Rugby Rugby

Sonny Bill targets Olympic sevens gold

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New Zealand’s Sonny Bill Williams has enjoyed tremendous success in rugby league and professional boxing, but made himself unavailable for Super Rugby and the June Test series against Wales this year to focus on the sevens © AFP/File / Thomas Samson

RIO DE JANEIRO, Brazil, Aug 2 – Sonny Bill Williams’ latest code-hopping venture will see the two-time rugby union World Cup winner target Olympic gold as rugby sevens makes its debut at the Rio Games.

As well as those two World Cup triumphs, the 30-year-old Williams has enjoyed tremendous success in rugby league and professional boxing, but made himself unavailable for Super Rugby and the June Test series against Wales this year to focus on the sevens.

To make things better for the Williams family, Sonny Bill will be accompanied to Rio by his sister Niall, 28, who was a New Zealand touch rugby player for several years before switching to sevens last year.

“I’m proud of her, but at the same time there are a lot of media here and a lot of spotlight on myself and my sister, but for us it’s not about us two,” said Sonny Bill.

“To be able to say you’re an Olympian and get a medal, that’d just be another level,” Williams told ESPN. “It would be unbelievable. I get butterflies just thinking about it.”

Coach Gordon Tietjens, who has guided New Zealand to 10 World Sevens titles, rated his side as medal contenders despite finishing third in this year’s world series.

“It’s going to be a challenging environment for all of us and all the teams as it’s such a new experience,” he said, with the New Zealand men’s team drawn in Pool C with Britain, Kenya and Japan.

“Sevens is very competitive, so it’s important that we perform and if we perform to our potential, we’ll have a really good chance of succeeding in Rio.”

Sonny Bill personifies the type of oval ball player any sevens coach would warmly welcome with open hands: a towering athlete offering physicality, dynamism, speed and offloading ability, technically strong with a capacity to read a game.

– Not for faint-hearted –

It is no surprise that a raft of touted 15-a-side players missed out on selection, having failed to gel quickly enough with the sevens format, played on a full-size pitch and not for the faint-hearted, the slightest defensive error likely to be fully exploited.

South Africa overlooked veteran winger Bryan Habana and Fiji decided not to go with former Australian rugby league and American football star Jarryd Hayne.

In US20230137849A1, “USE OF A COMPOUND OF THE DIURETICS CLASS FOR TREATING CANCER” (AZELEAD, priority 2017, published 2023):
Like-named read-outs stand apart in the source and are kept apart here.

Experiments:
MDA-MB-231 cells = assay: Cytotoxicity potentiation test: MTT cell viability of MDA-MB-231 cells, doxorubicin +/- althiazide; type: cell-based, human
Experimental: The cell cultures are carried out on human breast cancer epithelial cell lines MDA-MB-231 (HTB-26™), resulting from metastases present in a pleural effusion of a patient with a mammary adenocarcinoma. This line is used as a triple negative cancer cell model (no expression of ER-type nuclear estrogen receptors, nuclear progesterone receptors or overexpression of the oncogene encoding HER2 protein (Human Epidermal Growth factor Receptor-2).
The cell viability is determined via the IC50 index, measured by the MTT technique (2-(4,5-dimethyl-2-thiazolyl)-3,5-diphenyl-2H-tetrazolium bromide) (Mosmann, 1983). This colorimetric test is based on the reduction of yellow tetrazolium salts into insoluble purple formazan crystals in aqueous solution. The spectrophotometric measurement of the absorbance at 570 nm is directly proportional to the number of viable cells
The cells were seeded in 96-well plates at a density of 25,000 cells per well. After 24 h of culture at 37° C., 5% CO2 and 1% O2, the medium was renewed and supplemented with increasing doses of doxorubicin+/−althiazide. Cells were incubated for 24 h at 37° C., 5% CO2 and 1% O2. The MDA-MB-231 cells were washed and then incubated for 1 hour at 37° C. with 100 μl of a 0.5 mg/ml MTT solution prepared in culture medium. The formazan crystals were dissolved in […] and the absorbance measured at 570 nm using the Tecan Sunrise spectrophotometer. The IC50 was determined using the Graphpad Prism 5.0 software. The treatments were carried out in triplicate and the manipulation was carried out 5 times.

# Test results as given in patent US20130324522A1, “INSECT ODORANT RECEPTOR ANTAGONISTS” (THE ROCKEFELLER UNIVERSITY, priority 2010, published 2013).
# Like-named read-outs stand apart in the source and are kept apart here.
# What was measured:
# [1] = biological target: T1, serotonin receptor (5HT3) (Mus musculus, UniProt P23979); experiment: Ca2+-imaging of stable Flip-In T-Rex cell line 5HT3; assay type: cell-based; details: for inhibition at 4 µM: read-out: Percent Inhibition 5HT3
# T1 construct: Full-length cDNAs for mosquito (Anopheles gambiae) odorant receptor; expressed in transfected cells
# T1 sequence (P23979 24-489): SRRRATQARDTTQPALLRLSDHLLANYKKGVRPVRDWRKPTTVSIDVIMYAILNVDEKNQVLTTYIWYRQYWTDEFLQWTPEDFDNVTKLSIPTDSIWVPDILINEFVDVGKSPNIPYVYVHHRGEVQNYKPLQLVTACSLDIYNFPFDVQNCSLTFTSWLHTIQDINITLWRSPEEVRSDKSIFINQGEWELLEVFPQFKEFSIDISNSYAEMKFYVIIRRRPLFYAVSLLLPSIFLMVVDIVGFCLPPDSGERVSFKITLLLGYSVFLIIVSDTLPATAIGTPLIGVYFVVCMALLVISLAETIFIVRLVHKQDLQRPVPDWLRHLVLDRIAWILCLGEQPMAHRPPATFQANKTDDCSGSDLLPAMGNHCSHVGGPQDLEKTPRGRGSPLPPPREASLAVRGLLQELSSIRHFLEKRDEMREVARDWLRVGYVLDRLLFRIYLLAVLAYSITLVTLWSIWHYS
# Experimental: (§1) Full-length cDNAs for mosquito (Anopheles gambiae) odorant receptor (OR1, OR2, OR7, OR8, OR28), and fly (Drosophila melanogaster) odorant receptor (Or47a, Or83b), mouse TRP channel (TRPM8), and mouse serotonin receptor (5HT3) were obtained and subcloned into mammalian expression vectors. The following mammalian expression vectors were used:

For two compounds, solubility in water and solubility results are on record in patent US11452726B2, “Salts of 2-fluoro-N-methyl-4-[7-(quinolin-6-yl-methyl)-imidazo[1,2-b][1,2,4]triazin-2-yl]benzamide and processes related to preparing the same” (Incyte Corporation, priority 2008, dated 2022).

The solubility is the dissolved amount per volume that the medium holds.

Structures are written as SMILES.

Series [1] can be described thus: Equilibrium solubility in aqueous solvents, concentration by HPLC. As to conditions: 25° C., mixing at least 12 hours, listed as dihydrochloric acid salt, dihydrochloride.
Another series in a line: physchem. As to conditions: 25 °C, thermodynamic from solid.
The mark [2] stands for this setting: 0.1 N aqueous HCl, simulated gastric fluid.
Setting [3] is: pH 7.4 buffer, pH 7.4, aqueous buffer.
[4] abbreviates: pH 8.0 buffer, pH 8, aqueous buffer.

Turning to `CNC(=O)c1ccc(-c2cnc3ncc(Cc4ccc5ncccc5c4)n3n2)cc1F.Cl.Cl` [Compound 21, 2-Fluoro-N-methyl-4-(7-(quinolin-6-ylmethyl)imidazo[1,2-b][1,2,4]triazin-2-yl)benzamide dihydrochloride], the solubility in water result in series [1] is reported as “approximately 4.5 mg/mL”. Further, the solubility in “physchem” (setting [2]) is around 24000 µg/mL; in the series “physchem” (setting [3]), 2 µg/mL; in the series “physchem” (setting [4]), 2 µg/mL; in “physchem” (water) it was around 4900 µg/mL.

Hayne, who in May ditched a career in American gridiron with the San Francisco 49ers to join the Fijians, said he had not given himself enough time to transition into sevens, evidence of the gulf in athleticism required for the high-octane game.

The NFL (National Football League) will be represented, however, in the shape of New England Patriots defensive back Nate Ebner, who also worked on special teams as his outfit captured last year’s Super Bowl crown.

Ebner was the youngest-ever US Sevens player at age 17 before going to Ohio State, where he split time with rugby and American football until he started his NFL career, never losing his love for rugby.

It was indeed the Americans who won gold when rugby was last played in the Olympics back in 1924 in the 15-a-side format which debuted in 1900.

Also in their squad is Carlin Isles, dubbed “the fastest man in rugby” having clocked a personal best of 10.12 seconds for the 100m during his track career, a time that would have got him into the semi-finals of the 2012 London Games.

His switch to rugby sevens was a tough learning curve, but he adapted quickly and his legend took off in late 2012 when a youtube video showcasing Isles’ speed went viral. To date, the video has garnered nearly seven million views.

For the competition itself, top seeds are two-time defending world champions Fiji, chasing a first-ever Olympic medal.

The islanders were handed what should be a relatively straightforward route into the quarter-finals in Pool A, where their opponents will be Isles’ United States, Argentina and hosts Brazil.

Pool B will see southern hemisphere rivals South Africa and Australia vying for supremacy alongside France and surprise qualifiers Spain.

In the women’s tournament, top seeds Australia will play the US, Fiji and Colombia in Pool A while New Zealand, France, Spain and Kenya contest Pool B.

Canada, Great Britain, Brazil and Japan complete the field in Pool C.

The top two teams from each pool qualify for the knockout rounds, along with the two best third-placed sides at the 15,000-capacity Deodoro stadium.

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